• Do not heat it in any way.

No blow dryers, no oven, no microwave, heating your device isn’t going to dry it, it’s just going to fry it.

• Don’t turn it on!

This is the hardest one, you want to check if it’s ok. Don’t do it, you’re much more likely to short circuit everything. Leave it off.

 

Miracles – Here’s what you should do to fix a water damaged phone:

Phones these days are resilient. I once dropped a smartphone off the dock into Lake Winnipesaukee. I had to walk to the marina, borrow a mask, dive down into the murky depths of who-knows-what to find it, pulled it out after about 20 minutes submerged at about 15 feet, and turned it on in working condition two days later. So, if you’re reading this in a panic, hold on to hope, there’s a chance your phone is going to be just fine. Here’s what to do:

1. Retrieve it Quickly

Many phones are getting closer to waterproofness, and can be submerged for a couple minutes at shallow depths. If this is your phone, just grab it, wipe it off, and go! Regardless, if your phone isn’t water resistant, the less time it spends in the water, the less damage is likely to be done.


2. Remove Your Case and SIM Card

Take off anything that could trap water around it. (For an iPhone, insert a paperclip into the tiny hole halfway down the phone below the power button to pop out the SIM card).

How to remove SIM card from iPhone
What to do if you drop your phone in water

3. Make Sure It’s Off and DON’T Turn it on!

Let it sit for 48 hours before charging it and turning it back on.

Drying Option 1:

Place it upright on a paper towel in a dry sunny place for 48 hours.

Drying Option 2:

Keep a bag full of silica gel packets (my husband saves these for me, knowing my past luck with phones…) place your phone in the bag, prop it up in a window, and wait 48 hours to charge it up and turn it on. Fingers crossed you and your phone will come through the process unscathed and happy from a little time being “unplugged”.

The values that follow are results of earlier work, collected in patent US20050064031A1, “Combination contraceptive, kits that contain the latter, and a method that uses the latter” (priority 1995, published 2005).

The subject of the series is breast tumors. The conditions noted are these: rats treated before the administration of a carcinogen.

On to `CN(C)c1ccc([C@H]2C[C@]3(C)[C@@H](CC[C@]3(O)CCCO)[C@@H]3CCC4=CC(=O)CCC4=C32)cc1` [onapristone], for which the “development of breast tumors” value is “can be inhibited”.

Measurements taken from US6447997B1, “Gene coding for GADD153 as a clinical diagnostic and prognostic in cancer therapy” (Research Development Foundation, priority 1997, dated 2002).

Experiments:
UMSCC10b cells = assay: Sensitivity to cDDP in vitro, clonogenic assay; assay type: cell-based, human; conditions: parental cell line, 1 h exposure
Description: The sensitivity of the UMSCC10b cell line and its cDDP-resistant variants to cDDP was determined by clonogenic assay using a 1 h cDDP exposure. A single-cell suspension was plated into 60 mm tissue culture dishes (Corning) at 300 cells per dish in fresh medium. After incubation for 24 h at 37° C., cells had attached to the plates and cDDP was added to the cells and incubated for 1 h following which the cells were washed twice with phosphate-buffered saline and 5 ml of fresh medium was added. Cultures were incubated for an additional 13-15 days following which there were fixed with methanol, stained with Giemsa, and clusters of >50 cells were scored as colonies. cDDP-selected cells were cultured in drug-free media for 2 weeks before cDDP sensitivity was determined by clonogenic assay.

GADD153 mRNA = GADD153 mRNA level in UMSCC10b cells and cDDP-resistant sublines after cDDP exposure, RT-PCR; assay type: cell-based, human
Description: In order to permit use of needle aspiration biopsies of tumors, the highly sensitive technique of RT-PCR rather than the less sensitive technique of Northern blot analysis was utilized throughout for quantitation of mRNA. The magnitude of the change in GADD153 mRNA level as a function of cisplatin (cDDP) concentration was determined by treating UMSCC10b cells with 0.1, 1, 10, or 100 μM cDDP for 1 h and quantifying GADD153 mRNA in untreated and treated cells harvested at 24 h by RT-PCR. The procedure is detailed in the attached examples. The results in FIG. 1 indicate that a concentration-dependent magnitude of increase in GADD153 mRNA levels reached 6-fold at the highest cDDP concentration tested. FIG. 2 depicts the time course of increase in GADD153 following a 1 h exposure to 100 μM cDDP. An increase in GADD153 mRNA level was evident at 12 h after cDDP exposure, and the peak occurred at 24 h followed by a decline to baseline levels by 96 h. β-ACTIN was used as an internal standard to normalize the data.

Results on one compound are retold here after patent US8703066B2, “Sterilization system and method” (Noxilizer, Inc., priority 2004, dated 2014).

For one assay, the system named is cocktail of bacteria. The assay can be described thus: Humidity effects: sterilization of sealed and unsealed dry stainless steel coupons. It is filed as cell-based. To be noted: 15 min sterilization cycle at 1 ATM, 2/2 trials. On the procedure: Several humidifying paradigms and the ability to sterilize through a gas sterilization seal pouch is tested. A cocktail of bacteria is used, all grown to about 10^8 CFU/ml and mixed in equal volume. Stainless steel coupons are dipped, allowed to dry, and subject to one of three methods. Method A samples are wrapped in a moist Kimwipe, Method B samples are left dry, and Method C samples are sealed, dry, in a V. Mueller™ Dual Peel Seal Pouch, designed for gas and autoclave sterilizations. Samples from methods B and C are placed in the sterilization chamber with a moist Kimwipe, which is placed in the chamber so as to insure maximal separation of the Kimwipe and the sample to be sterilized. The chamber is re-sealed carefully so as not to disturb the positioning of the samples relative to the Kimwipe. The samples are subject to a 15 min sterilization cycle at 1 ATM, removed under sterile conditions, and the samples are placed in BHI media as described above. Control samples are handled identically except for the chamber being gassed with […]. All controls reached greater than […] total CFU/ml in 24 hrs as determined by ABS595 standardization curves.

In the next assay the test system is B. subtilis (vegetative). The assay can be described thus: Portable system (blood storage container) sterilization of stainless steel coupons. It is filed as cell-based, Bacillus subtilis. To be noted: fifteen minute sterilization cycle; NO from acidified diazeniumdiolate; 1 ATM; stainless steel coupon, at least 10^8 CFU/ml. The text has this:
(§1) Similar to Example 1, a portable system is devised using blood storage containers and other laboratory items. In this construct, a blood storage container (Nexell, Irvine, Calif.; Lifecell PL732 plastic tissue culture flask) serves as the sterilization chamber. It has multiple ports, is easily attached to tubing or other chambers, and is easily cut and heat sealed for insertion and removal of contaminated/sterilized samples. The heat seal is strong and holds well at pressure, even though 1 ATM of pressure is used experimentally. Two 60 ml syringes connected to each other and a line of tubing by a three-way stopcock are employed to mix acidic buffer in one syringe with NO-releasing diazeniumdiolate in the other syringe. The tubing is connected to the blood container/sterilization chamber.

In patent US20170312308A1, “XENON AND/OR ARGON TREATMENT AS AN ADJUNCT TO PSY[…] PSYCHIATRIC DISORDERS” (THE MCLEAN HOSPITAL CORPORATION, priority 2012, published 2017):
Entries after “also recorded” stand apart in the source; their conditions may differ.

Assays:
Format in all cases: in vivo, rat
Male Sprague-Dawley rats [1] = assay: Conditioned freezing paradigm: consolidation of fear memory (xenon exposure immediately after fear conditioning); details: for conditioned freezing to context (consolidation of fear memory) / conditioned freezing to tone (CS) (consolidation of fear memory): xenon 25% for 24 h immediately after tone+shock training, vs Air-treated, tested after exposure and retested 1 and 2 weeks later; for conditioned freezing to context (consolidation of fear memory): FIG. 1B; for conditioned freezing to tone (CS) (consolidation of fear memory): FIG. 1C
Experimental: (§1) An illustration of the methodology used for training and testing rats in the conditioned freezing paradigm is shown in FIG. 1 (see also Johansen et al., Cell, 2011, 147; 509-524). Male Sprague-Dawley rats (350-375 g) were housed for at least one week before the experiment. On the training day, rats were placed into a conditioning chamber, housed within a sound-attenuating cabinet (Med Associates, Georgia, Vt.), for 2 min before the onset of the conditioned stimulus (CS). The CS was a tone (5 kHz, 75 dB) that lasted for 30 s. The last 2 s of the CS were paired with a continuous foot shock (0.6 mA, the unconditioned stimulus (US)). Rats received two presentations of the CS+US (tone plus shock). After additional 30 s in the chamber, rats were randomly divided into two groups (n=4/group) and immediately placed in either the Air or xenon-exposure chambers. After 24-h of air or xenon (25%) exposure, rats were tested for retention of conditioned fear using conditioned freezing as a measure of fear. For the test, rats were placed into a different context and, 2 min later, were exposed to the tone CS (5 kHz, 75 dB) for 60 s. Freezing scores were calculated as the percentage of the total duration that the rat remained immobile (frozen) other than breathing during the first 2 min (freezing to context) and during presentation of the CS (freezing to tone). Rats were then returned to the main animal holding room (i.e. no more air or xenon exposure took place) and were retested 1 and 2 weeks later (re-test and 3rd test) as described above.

How to prevent the plop:

Even better than saving your phone, is to never dunk it in the first place. I am proud to say that since learning about and using Nite Ize products over the past four years, I have not lost a single phone to water. I use the Hitch with Tether on a daily basis to keep a better hold of my phone. Steelie is my go-to for hands-free driving, but the magnet on my phone also makes it stick to things like the toilet paper dispensers in bathrooms so no more potty-swimming for my phone. And, when I get out on the water to go fishing or am hanging out at the pool, I have learned to always put my phone in a RunOff Waterproof Pocket – what a novel concept!


RunOff Waterproof Pocket

Topics: Mobile Device Accessories, Tech and Gadget, runoff, waterproof bags, dry bags, Steelie

Running Off with the RunOffs

Posted by Katie S on Jun 25, 2019 1:43:28 PM

Being an angler and seeing that it is in fact runoff time here in Colorado, it seemed appropriate that I put the new Nite Ize RunOff© Waterproof Bags to the test. They have been getting a lot of attention after all (see here and here).